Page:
While the monarchical sympathies, clientelist networks, and anti-unitarianism of southern Italy rendered it an enclave for constitutional, often liberal resistance to Fascism, this very class structure promised a Fascist storehouse: if workers are unorganized, they look to the reactionary, separatist petit-bourgeoisie. Gramsci was among the first theorists to distinguish two currents of Fascism: a hardline break with the old legal system, and a conservative attachment to traditional appearances.
With his illegal arrest in 1926, the Italian Bolshevik became the prison philosopher whose works revolutionized modern political thought/theory well beyond the Communist sphere. To Frétigné’s un-overstatable credit, he devotes less than 15% of the book to Gramsci’s prison stint and contextualizes most of this beyond bars—from anti-Communist power-plays among the Fascist officials who reviewed his case, to comrades’ attempts to free him, to those who linked him with the world (predominantly his de facto wife’s sister, Tatiana). In true Gramscian fashion, Frétigné details the material conditions of the militant’s insight and influence while shirking historical determinism and abstract idealism.
There is an illuminating discussion of Gramsci’s letters: he was allowed to send two a week, and only to family. Each comprised a personal part (which Tatiana copied and sent to family) and an analytical part (which she copied and sent to the party). This habit structured much of the Prison Notebooks. Why notebooks, a medium he hadn’t needed since his school days? They were easier to control than paper sheaves, each cover stamped with prison authorization and each page numbered to prevent hiding from fanatically sadistic guards.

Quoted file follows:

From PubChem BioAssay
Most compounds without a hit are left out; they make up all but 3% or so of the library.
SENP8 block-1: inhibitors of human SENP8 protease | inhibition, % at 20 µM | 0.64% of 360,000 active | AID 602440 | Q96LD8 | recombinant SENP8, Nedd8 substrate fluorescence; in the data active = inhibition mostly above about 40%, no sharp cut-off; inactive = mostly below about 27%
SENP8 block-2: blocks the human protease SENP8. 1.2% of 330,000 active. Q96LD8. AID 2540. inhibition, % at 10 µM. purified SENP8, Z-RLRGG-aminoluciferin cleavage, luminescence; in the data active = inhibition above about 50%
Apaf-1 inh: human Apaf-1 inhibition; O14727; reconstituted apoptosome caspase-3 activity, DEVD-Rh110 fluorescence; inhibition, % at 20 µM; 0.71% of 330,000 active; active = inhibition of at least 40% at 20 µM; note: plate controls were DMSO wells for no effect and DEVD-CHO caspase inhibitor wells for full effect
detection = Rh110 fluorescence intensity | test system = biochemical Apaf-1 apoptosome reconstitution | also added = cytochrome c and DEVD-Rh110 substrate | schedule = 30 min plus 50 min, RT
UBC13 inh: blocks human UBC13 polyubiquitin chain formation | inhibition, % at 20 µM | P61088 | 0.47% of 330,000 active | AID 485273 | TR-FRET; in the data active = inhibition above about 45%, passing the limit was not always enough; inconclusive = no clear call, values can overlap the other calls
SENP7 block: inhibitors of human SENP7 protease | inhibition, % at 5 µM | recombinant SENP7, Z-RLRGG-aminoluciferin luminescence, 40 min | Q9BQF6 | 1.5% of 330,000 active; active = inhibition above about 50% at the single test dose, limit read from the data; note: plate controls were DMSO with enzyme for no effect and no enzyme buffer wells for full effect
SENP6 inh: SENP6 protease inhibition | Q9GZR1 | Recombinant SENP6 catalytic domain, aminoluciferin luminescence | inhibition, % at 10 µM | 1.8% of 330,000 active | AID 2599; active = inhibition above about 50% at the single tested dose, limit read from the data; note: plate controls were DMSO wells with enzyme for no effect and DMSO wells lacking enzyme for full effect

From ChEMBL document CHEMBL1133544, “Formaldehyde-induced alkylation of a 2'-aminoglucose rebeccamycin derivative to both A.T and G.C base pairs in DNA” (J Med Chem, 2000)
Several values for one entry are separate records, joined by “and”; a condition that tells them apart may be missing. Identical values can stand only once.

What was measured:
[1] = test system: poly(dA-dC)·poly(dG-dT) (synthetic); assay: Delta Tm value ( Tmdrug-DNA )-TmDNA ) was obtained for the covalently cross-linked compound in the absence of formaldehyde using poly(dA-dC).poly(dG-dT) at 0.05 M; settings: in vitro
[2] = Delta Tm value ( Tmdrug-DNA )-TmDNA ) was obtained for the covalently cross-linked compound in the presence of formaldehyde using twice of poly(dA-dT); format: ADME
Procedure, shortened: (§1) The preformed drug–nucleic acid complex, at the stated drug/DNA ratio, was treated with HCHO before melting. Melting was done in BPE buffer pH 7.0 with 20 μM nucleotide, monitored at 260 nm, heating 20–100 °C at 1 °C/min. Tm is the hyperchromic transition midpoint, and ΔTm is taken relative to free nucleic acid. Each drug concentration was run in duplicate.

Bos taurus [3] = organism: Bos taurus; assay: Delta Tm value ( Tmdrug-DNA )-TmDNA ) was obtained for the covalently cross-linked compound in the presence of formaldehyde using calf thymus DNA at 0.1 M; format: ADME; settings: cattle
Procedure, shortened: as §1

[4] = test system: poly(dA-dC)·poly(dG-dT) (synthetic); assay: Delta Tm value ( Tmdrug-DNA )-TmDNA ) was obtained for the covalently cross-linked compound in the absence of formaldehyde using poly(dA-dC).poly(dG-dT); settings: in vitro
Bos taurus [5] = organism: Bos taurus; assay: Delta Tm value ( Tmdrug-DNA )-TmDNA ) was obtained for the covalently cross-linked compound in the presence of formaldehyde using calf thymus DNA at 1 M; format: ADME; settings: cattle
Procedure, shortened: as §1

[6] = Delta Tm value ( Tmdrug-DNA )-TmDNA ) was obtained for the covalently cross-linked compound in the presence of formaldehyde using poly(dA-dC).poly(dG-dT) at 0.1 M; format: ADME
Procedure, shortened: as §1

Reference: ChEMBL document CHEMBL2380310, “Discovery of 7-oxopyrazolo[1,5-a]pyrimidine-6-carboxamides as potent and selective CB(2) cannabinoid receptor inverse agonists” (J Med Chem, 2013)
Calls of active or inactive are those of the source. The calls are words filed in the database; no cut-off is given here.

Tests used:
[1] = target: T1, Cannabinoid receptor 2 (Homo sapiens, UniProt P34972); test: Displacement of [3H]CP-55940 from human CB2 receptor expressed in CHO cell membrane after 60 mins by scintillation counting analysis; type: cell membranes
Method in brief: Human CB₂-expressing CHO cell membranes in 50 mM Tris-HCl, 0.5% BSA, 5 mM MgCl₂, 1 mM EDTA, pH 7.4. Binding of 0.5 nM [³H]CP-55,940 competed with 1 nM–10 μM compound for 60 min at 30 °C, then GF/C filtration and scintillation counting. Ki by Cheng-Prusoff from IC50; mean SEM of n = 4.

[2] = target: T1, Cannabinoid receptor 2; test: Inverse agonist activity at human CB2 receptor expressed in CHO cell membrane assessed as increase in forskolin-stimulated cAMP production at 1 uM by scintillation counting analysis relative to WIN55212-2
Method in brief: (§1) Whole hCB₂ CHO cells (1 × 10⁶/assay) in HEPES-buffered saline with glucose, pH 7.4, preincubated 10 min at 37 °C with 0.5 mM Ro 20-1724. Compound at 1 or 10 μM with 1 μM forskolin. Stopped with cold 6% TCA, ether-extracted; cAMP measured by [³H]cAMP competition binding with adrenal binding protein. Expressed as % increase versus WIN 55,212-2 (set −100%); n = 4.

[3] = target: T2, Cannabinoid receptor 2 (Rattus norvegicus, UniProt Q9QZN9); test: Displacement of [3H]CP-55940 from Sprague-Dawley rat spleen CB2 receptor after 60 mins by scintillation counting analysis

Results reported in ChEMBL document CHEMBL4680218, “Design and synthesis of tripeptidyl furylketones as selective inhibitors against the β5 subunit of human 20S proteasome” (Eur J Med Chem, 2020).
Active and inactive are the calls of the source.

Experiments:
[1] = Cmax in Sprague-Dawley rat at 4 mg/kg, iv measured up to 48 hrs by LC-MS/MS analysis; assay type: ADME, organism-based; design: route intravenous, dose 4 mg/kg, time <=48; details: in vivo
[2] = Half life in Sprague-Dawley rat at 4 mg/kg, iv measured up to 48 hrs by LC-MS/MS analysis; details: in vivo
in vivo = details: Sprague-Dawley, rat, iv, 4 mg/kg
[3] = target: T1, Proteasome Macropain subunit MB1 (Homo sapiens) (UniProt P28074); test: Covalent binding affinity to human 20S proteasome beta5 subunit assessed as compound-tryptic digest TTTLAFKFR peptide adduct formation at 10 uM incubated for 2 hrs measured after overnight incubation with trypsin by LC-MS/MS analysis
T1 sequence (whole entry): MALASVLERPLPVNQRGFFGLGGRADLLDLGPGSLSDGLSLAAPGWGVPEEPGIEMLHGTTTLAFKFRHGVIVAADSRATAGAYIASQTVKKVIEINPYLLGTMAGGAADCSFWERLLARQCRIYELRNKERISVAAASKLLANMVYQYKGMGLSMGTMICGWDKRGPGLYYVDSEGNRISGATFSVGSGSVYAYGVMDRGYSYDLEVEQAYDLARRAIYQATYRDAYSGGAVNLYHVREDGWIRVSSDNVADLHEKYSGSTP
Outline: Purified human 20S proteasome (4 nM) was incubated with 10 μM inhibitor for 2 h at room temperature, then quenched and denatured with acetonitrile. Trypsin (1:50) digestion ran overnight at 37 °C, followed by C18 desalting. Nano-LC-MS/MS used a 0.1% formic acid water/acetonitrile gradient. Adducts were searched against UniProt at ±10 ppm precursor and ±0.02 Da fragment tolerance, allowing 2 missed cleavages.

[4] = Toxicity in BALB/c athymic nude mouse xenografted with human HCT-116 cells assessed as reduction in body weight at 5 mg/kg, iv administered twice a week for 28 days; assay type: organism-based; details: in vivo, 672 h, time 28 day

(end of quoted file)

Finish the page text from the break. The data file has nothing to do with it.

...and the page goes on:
In the Notebooks, Gramsci penetrated the confluence of Americanism, Fascism, and Stalinism in the first half of the ’30s like no other figure. He was among the first Italian intellectuals to discern that Fascism was not merely a sword arm of elite capital but the result of the power of petit-bourgeois interests over this elite; hence Fascism’s extension of the Taylorist factory model and Fordist production-consumption model to society en masse.
The form of Fascist command was totalitarian, its political success a matter of social conformity. This is to no reader’s surprise now and much old-guard Communist consternation then (as the critique would apply, at least superficially, to Stalin’s command of the USSR as well). I note these not to flood the interested reader with Gramsci’s achievement, but to represent Frétigné’s own achievement in rendering his influence so clearly. This book had me discern that, far from merely enduring, Gramsci’s thought has grown more pertinent in a century.
No wonder Gramsci’s Prison Notebooks continually define intellectuals—denoting those who promote a liberating and worthy popular culture—as “permanent persuaders”. There is no better model than this for his famed maxim “pessimism of the intellect, optimism of the will”: pessimism because permanent persuasion implies permanent resistance; optimism because it implies an ever-changing meld of act with thought. But thought must perceive the injustice it seeks to end. There is no better case for the relevance of Gramsci’s perception of present injustice than Frétigné’s.